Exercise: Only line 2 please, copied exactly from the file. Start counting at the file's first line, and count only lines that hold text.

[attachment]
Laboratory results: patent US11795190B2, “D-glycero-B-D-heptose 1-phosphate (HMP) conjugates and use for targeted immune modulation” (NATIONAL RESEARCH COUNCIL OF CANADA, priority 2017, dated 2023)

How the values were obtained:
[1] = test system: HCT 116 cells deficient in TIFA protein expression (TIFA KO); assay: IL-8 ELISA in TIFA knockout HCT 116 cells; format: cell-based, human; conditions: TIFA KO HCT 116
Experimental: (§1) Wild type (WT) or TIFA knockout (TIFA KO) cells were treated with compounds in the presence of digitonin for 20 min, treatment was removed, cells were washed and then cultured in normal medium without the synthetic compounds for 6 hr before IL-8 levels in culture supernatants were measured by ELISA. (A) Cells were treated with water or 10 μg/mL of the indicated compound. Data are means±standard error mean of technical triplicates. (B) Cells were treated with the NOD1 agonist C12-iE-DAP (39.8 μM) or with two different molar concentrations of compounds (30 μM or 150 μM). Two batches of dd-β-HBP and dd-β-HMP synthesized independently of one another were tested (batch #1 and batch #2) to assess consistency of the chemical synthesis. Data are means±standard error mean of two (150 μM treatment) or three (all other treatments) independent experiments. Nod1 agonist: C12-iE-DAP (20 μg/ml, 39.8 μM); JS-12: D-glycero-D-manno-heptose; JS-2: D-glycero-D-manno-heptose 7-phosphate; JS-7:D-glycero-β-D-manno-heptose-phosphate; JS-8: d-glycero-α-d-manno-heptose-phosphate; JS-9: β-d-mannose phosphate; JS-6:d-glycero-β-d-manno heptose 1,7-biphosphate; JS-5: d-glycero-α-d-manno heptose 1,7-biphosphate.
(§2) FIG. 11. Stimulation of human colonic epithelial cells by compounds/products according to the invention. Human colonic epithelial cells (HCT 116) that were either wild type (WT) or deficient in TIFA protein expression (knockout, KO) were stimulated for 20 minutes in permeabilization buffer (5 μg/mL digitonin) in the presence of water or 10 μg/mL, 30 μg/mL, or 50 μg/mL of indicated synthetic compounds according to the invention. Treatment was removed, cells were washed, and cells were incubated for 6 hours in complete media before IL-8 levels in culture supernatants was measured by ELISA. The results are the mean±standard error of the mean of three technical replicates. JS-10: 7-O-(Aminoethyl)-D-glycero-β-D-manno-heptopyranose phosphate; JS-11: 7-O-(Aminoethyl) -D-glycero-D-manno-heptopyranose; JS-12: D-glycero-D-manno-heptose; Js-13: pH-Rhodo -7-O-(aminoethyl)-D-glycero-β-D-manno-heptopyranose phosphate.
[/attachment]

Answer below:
How the values were obtained: